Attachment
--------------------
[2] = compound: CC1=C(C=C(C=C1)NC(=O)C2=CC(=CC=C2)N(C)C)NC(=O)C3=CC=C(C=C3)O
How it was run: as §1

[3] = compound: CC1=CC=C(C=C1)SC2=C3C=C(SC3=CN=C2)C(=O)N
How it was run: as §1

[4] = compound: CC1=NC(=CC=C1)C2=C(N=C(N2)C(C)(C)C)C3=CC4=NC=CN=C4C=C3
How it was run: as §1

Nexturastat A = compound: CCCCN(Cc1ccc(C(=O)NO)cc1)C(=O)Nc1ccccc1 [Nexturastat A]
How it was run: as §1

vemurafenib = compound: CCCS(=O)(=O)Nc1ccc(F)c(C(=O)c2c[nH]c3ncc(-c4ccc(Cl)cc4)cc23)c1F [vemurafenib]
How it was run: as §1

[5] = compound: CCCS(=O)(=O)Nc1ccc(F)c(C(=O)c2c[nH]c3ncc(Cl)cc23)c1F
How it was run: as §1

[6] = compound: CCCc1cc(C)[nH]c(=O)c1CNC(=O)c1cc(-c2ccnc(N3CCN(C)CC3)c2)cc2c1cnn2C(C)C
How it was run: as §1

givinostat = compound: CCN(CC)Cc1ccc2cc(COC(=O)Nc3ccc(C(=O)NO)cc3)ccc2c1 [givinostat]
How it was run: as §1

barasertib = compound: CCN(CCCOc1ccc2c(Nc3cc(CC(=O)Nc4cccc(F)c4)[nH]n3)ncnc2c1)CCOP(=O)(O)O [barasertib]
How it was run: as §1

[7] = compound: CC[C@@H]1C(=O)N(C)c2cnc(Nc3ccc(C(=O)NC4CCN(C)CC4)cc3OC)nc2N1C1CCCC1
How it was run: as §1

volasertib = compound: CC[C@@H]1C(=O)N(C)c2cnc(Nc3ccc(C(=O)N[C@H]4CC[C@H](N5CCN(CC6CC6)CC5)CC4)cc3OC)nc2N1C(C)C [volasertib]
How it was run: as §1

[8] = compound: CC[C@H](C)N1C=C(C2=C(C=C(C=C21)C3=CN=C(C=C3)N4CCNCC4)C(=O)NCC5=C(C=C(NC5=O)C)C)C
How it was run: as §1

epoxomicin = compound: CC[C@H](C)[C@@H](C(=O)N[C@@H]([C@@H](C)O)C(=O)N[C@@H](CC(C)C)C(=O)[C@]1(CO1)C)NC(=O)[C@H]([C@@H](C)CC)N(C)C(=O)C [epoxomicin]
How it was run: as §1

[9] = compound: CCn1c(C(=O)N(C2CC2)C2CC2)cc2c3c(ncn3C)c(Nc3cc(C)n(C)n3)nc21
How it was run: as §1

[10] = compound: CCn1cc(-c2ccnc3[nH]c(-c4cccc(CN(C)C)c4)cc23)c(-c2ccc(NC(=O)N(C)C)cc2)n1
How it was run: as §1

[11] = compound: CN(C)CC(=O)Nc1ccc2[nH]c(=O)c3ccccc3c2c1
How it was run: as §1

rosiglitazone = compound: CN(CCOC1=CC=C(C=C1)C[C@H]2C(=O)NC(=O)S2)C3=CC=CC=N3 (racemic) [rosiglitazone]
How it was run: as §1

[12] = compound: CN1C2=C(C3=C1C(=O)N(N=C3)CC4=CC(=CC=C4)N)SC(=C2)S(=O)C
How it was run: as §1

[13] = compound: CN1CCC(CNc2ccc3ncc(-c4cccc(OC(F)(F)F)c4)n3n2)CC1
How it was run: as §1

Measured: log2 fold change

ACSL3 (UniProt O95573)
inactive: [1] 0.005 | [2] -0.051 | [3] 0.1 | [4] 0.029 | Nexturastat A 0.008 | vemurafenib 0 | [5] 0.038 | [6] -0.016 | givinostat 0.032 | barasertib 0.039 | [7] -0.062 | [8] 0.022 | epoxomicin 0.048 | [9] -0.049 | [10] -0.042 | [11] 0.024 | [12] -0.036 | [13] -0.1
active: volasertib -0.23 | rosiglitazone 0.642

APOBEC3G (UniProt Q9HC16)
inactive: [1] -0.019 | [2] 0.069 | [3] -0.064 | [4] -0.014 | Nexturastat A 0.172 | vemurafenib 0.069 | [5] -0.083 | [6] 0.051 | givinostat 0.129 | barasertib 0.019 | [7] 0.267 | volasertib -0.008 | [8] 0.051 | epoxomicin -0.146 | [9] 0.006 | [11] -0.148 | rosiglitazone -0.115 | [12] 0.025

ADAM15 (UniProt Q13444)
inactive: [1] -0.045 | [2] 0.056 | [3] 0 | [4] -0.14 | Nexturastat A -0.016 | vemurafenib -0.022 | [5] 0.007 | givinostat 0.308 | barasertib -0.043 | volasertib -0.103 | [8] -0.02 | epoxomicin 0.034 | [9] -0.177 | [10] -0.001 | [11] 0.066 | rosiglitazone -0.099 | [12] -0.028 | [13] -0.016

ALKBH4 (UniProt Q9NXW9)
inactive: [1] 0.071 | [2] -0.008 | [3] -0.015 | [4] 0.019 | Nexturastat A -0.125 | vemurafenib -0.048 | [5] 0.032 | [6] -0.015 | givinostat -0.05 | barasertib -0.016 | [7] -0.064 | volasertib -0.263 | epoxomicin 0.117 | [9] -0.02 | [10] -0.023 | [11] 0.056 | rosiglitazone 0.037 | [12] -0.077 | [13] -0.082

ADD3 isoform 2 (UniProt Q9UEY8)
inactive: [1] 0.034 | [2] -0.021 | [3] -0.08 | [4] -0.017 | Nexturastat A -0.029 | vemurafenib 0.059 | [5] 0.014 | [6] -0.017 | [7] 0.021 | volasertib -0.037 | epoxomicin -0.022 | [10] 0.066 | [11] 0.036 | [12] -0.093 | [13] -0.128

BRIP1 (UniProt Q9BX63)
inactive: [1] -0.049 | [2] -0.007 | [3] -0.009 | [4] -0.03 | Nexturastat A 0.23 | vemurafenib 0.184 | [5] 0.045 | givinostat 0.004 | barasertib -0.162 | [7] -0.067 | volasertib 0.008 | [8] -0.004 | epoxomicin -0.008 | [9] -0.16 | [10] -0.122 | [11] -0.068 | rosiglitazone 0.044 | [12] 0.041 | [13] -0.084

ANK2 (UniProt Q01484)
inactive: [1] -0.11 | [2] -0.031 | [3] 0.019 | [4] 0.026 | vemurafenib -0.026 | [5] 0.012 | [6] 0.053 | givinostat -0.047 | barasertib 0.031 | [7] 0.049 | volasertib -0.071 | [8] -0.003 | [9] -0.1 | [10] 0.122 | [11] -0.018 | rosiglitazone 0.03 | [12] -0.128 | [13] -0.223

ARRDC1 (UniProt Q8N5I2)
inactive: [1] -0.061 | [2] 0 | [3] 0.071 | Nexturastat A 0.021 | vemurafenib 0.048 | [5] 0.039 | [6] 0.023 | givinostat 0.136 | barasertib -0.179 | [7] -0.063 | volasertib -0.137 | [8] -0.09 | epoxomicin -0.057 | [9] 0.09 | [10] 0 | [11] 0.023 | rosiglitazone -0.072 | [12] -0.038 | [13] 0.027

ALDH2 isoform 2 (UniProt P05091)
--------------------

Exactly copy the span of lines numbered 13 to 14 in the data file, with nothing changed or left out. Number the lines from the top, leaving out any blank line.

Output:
[6] = compound: CCCc1cc(C)[nH]c(=O)c1CNC(=O)c1cc(-c2ccnc(N3CCN(C)CC3)c2)cc2c1cnn2C(C)C
How it was run: as §1